Chinese researchers estimate that China’s total outstanding government debt may have exceeded 123 trillion yuan (USD 18 trillion) last year, of which almost 10 trillion USD is allegedly “hidden debt.” Some communities are unable to offer essential services like residential heating because of the severe debt crisis.

A significant component of China’s meager social safety net is its health insurance system. For active and retired employees in cities, it pays a percentage of medical expenses.

It includes of individual accounts that are financed by required contributions from employees and their employers, as well as a fund pool made up of employer contributions. The communal account is used to pay for hospital visits, while the personal account is used to pay for prescription drugs and other outpatient expenses.

Retirees get a monthly payout into their personal accounts from the common pool without having to make any contributions.

Payments to all personal accounts were lowered after the changes, which were put into effect beginning in January.

The elderly are particularly sensitive to the changes since they often have higher medical requirements. Retirees in Wuhan, a city in central China, saw monthly reductions of up to 70%.

According to CNN, the NHSA quickly responded to the demonstrations in Wuhan and the northeastern port city of Dalian by defending the policy and claiming that even though fewer individuals would have money in their individual accounts as a consequence, more money would flow into the group account.

However, to demonstrators, it seemed that local governments were using their own funds to make up for the communal pool’s shortcomings.

Longer term, the “grey hair movement” is a sign of a major problem the Chinese government is facing: how to care for a rapidly aging society where 400 million people, or 30% of the population, will be 60 or older by 2035.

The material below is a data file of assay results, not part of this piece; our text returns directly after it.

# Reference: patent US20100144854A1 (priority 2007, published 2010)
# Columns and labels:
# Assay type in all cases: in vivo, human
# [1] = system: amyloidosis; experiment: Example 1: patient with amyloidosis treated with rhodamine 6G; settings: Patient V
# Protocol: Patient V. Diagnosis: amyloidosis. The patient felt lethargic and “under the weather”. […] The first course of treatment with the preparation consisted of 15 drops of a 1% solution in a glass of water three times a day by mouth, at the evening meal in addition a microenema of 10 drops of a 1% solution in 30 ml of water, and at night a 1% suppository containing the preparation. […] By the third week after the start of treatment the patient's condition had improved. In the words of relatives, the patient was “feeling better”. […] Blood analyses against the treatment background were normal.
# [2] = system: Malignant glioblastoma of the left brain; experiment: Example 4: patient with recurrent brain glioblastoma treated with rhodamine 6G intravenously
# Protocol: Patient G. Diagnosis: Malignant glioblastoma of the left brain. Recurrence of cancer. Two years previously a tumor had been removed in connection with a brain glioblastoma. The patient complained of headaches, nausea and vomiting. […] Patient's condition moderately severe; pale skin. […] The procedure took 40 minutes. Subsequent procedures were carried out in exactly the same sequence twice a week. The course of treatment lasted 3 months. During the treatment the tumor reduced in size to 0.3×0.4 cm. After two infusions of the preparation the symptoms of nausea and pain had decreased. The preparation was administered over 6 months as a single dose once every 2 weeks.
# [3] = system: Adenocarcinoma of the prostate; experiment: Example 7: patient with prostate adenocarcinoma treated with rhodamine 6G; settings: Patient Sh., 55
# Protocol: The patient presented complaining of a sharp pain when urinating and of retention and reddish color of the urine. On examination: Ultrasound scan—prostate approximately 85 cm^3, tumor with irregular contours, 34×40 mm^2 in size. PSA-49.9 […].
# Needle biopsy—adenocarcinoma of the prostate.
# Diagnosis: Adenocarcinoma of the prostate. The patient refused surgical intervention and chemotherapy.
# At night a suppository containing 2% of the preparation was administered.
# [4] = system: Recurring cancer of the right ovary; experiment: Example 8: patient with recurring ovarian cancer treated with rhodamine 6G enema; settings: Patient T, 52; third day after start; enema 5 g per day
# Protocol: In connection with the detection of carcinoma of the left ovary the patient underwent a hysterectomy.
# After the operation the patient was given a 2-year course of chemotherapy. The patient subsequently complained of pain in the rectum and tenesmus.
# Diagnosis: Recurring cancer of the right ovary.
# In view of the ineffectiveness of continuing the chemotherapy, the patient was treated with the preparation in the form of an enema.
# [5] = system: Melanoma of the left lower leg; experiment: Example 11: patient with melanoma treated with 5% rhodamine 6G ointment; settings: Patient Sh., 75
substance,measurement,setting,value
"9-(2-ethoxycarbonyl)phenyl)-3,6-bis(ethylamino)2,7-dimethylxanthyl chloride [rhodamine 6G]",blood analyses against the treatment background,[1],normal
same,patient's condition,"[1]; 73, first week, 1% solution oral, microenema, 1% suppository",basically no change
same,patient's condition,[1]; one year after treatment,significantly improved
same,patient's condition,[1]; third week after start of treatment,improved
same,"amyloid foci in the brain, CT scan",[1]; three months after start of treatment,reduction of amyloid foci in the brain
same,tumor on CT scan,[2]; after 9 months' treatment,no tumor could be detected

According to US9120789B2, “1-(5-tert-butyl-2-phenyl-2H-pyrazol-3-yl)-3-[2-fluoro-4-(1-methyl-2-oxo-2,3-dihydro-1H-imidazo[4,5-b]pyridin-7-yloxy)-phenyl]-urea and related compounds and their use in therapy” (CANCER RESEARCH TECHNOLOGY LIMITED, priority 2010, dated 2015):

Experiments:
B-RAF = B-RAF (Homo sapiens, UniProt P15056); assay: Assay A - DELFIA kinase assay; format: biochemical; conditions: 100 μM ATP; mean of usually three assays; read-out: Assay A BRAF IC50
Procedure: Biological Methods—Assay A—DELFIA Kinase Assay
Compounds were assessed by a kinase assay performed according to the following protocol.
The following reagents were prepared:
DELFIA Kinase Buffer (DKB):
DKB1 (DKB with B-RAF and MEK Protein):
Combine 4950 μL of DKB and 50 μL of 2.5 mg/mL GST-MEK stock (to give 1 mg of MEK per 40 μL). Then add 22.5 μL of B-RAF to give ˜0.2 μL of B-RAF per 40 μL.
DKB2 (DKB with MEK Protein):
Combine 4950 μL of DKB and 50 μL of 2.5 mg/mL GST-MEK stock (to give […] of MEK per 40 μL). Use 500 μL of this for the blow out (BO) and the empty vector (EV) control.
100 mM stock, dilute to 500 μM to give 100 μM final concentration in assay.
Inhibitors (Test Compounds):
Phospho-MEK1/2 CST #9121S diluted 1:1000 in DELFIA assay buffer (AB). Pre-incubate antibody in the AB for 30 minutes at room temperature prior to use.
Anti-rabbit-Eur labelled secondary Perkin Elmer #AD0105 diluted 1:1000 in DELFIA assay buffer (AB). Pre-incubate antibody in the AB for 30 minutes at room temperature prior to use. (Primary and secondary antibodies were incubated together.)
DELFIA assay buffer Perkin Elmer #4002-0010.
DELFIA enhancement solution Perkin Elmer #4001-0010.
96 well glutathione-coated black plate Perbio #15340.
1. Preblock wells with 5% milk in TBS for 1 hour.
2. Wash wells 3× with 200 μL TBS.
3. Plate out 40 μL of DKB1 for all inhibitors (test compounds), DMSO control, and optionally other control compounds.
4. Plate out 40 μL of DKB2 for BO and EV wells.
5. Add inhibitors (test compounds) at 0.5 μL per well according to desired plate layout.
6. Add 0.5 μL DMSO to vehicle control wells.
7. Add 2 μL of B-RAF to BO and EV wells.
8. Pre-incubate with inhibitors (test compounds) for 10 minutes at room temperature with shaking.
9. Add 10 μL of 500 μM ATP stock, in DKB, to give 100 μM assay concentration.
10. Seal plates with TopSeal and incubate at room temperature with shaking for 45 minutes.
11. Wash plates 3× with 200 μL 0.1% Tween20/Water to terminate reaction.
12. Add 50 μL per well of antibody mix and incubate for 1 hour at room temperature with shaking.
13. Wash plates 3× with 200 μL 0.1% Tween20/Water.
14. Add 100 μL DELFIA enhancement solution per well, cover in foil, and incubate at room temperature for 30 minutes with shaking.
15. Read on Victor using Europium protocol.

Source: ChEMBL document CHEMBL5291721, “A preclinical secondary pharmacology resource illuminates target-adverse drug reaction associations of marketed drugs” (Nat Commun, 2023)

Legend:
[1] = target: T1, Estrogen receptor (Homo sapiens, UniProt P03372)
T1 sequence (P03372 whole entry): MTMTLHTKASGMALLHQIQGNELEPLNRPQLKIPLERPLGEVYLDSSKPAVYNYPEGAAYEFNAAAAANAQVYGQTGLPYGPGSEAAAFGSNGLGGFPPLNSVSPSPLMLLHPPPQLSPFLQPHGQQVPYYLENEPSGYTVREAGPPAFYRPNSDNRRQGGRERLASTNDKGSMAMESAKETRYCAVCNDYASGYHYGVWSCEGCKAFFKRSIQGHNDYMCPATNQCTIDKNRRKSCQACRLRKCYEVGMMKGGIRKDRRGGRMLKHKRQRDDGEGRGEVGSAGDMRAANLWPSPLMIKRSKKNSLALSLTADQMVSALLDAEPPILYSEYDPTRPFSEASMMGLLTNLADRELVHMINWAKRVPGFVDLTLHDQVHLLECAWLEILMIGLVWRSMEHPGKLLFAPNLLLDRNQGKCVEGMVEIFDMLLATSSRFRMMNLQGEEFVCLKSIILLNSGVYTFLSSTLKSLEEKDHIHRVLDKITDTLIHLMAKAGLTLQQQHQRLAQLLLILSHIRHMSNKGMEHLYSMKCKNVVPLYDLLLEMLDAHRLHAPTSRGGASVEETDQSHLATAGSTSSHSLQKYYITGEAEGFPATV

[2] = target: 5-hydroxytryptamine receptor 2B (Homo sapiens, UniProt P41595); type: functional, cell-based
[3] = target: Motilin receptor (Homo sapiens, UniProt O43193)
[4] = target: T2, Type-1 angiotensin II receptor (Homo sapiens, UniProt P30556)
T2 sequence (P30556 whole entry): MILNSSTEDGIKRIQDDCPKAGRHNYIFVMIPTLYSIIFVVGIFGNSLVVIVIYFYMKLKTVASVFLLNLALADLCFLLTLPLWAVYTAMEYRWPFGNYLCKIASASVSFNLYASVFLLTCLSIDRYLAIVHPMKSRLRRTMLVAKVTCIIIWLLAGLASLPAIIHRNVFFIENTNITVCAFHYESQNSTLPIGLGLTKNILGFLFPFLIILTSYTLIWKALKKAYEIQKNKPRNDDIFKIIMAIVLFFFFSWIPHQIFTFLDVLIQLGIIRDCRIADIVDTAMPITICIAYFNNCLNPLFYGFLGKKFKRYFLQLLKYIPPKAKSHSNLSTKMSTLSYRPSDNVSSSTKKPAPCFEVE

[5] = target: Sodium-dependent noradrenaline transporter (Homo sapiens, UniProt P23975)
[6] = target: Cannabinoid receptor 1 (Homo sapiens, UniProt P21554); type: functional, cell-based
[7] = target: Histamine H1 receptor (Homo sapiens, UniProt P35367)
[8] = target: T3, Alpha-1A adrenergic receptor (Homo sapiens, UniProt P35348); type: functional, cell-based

As more people are retiring than are joining the workforce, the financial burden on China’s public health care system and other public services is growing.

A top government think tank predicted in 2019 that a declining workforce will cause the state pension fund to run out of money by 2035.

Workers may grow angry about inadequate pension and health care security since “[the] crunch affecting health insurance is only a stone’s throw away from the larger one affecting pensions,” Magnus said. “It’s possible that senior citizen protests will spread.”

The government is redoubling its efforts to increase the retirement age in order to solve the issue.

Li Qiang, the nation’s new premier, said in March that the government will carry out meticulous research and study before implementing a policy “at the right time.”

Tens of thousands of furious comments have been made in reaction to the revelation on social media.

People who were about to retire led the complaints, venting their rage at the possibility of delayed access to their pensions. Younger individuals contended that because of increased competition, they would have fewer employment.

Magnus said that a solution must be found about the financial capability of local governments to cover present and future age-related expenditures. Otherwise, “rolling crises, layoffs, and decreased delivery of public goods and services could result, which could cause political trouble.”

Local governments have a lot of expenses to cover, from public infrastructure to health care. However, three years of rigorous economic restrictions and a real estate crisis have depleted their funds, leaving them with a severe financial need.